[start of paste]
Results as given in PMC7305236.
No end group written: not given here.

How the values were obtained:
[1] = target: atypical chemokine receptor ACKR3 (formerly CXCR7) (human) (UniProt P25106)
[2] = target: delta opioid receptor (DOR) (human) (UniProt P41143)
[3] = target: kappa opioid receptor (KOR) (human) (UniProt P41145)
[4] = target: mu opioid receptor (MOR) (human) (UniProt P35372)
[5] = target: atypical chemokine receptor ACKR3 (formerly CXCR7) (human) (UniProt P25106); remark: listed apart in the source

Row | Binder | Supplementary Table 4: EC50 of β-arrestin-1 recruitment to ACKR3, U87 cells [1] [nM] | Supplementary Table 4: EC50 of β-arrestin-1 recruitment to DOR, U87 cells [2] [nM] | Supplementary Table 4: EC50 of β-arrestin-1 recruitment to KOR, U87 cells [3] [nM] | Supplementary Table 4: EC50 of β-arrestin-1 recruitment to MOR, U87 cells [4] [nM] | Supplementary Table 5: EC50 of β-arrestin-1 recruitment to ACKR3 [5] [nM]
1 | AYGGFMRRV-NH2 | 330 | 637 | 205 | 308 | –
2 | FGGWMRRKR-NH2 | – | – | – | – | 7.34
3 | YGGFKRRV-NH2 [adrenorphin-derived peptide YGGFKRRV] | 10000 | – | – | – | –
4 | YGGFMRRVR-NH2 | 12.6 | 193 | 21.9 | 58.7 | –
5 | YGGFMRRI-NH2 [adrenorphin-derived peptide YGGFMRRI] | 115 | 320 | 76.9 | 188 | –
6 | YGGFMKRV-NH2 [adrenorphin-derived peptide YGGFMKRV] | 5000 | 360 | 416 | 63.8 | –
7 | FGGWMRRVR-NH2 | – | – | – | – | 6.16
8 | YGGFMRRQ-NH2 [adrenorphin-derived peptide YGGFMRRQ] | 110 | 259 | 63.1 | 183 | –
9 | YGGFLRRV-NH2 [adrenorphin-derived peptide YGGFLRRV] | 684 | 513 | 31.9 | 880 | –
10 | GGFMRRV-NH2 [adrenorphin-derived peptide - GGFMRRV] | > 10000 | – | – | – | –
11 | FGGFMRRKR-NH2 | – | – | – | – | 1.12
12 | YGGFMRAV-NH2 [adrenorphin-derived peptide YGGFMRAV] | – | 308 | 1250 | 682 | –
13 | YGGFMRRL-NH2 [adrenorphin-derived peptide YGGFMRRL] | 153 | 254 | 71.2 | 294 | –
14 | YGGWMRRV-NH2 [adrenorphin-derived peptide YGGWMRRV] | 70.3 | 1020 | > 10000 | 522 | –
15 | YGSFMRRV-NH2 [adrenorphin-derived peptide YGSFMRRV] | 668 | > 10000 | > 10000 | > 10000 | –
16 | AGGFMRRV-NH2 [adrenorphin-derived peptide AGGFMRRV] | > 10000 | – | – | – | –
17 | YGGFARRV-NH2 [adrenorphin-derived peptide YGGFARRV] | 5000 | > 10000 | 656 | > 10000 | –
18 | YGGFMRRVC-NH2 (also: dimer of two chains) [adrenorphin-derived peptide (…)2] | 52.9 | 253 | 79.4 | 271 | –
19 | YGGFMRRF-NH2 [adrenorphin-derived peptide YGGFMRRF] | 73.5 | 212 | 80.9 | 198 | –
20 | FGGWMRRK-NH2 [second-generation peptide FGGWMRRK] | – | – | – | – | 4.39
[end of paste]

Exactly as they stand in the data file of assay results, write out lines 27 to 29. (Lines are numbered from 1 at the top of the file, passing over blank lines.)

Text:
18 | YGGFMRRVC-NH2 (also: dimer of two chains) [adrenorphin-derived peptide (…)2] | 52.9 | 253 | 79.4 | 271 | –
19 | YGGFMRRF-NH2 [adrenorphin-derived peptide YGGFMRRF] | 73.5 | 212 | 80.9 | 198 | –
20 | FGGWMRRK-NH2 [second-generation peptide FGGWMRRK] | – | – | – | – | 4.39